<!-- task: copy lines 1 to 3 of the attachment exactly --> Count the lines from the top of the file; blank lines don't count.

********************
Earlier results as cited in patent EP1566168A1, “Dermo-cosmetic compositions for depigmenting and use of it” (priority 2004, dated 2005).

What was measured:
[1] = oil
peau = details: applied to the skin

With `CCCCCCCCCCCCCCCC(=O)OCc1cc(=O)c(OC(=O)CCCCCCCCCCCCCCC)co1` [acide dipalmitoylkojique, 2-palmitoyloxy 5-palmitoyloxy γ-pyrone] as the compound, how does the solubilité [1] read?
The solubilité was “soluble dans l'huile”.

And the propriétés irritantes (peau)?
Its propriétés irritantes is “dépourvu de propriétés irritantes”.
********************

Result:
Earlier results as cited in patent EP1566168A1, “Dermo-cosmetic compositions for depigmenting and use of it” (priority 2004, dated 2005).

What was measured:
[1] = oil